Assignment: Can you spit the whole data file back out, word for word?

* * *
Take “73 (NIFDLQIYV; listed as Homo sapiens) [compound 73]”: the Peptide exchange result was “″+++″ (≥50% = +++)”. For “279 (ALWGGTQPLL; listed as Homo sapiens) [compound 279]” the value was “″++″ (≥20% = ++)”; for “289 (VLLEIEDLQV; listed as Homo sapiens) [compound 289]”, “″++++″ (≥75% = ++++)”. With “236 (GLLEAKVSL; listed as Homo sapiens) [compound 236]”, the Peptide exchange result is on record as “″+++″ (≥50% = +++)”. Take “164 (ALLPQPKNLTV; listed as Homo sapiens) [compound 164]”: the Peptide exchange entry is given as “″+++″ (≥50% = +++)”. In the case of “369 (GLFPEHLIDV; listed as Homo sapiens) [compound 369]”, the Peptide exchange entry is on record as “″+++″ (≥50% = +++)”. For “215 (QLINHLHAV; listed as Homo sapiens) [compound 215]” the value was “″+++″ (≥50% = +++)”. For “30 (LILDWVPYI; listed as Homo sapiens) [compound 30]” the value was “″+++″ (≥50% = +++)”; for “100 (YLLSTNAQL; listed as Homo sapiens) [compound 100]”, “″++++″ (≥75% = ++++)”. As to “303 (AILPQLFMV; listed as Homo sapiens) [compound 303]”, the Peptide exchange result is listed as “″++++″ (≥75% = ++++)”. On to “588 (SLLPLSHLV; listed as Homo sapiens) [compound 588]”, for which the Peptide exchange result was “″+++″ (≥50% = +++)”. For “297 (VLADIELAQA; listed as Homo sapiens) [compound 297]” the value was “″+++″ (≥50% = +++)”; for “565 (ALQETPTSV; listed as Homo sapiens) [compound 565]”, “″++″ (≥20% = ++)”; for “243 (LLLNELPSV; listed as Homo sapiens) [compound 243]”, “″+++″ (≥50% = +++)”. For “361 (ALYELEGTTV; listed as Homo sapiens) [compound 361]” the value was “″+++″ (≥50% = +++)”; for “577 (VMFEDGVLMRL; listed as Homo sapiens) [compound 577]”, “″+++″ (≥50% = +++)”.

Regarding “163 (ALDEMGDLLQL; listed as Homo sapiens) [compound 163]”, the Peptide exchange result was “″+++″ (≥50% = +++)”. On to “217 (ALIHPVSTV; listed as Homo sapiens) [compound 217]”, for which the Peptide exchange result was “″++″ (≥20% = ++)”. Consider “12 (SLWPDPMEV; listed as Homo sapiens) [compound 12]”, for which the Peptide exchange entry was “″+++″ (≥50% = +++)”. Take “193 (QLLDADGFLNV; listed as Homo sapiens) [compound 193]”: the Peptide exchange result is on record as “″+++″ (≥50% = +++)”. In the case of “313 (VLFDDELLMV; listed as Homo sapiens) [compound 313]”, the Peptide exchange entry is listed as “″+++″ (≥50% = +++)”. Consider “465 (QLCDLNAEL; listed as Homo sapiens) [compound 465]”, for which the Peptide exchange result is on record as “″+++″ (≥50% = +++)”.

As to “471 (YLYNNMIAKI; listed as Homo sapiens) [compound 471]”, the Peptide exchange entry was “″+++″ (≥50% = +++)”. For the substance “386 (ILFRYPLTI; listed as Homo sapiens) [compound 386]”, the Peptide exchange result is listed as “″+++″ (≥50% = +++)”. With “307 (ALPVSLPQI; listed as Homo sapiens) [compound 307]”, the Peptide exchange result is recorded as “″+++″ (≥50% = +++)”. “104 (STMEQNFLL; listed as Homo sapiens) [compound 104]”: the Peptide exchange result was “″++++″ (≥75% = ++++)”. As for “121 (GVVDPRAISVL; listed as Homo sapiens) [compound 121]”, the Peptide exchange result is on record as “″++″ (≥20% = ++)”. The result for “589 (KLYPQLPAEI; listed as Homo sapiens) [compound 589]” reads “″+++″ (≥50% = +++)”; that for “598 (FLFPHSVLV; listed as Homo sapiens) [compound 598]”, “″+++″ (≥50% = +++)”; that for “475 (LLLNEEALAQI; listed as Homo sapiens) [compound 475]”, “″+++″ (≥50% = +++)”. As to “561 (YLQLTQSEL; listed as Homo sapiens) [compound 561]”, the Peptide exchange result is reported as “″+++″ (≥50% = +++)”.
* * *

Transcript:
Take “73 (NIFDLQIYV; listed as Homo sapiens) [compound 73]”: the Peptide exchange result was “″+++″ (≥50% = +++)”. For “279 (ALWGGTQPLL; listed as Homo sapiens) [compound 279]” the value was “″++″ (≥20% = ++)”; for “289 (VLLEIEDLQV; listed as Homo sapiens) [compound 289]”, “″++++″ (≥75% = ++++)”. With “236 (GLLEAKVSL; listed as Homo sapiens) [compound 236]”, the Peptide exchange result is on record as “″+++″ (≥50% = +++)”. Take “164 (ALLPQPKNLTV; listed as Homo sapiens) [compound 164]”: the Peptide exchange entry is given as “″+++″ (≥50% = +++)”. In the case of “369 (GLFPEHLIDV; listed as Homo sapiens) [compound 369]”, the Peptide exchange entry is on record as “″+++″ (≥50% = +++)”. For “215 (QLINHLHAV; listed as Homo sapiens) [compound 215]” the value was “″+++″ (≥50% = +++)”. For “30 (LILDWVPYI; listed as Homo sapiens) [compound 30]” the value was “″+++″ (≥50% = +++)”; for “100 (YLLSTNAQL; listed as Homo sapiens) [compound 100]”, “″++++″ (≥75% = ++++)”. As to “303 (AILPQLFMV; listed as Homo sapiens) [compound 303]”, the Peptide exchange result is listed as “″++++″ (≥75% = ++++)”. On to “588 (SLLPLSHLV; listed as Homo sapiens) [compound 588]”, for which the Peptide exchange result was “″+++″ (≥50% = +++)”. For “297 (VLADIELAQA; listed as Homo sapiens) [compound 297]” the value was “″+++″ (≥50% = +++)”; for “565 (ALQETPTSV; listed as Homo sapiens) [compound 565]”, “″++″ (≥20% = ++)”; for “243 (LLLNELPSV; listed as Homo sapiens) [compound 243]”, “″+++″ (≥50% = +++)”. For “361 (ALYELEGTTV; listed as Homo sapiens) [compound 361]” the value was “″+++″ (≥50% = +++)”; for “577 (VMFEDGVLMRL; listed as Homo sapiens) [compound 577]”, “″+++″ (≥50% = +++)”.

Regarding “163 (ALDEMGDLLQL; listed as Homo sapiens) [compound 163]”, the Peptide exchange result was “″+++″ (≥50% = +++)”. On to “217 (ALIHPVSTV; listed as Homo sapiens) [compound 217]”, for which the Peptide exchange result was “″++″ (≥20% = ++)”. Consider “12 (SLWPDPMEV; listed as Homo sapiens) [compound 12]”, for which the Peptide exchange entry was “″+++″ (≥50% = +++)”. Take “193 (QLLDADGFLNV; listed as Homo sapiens) [compound 193]”: the Peptide exchange result is on record as “″+++″ (≥50% = +++)”. In the case of “313 (VLFDDELLMV; listed as Homo sapiens) [compound 313]”, the Peptide exchange entry is listed as “″+++″ (≥50% = +++)”. Consider “465 (QLCDLNAEL; listed as Homo sapiens) [compound 465]”, for which the Peptide exchange result is on record as “″+++″ (≥50% = +++)”.

As to “471 (YLYNNMIAKI; listed as Homo sapiens) [compound 471]”, the Peptide exchange entry was “″+++″ (≥50% = +++)”. For the substance “386 (ILFRYPLTI; listed as Homo sapiens) [compound 386]”, the Peptide exchange result is listed as “″+++″ (≥50% = +++)”. With “307 (ALPVSLPQI; listed as Homo sapiens) [compound 307]”, the Peptide exchange result is recorded as “″+++″ (≥50% = +++)”. “104 (STMEQNFLL; listed as Homo sapiens) [compound 104]”: the Peptide exchange result was “″++++″ (≥75% = ++++)”. As for “121 (GVVDPRAISVL; listed as Homo sapiens) [compound 121]”, the Peptide exchange result is on record as “″++″ (≥20% = ++)”. The result for “589 (KLYPQLPAEI; listed as Homo sapiens) [compound 589]” reads “″+++″ (≥50% = +++)”; that for “598 (FLFPHSVLV; listed as Homo sapiens) [compound 598]”, “″+++″ (≥50% = +++)”; that for “475 (LLLNEEALAQI; listed as Homo sapiens) [compound 475]”, “″+++″ (≥50% = +++)”. As to “561 (YLQLTQSEL; listed as Homo sapiens) [compound 561]”, the Peptide exchange result is reported as “″+++″ (≥50% = +++)”.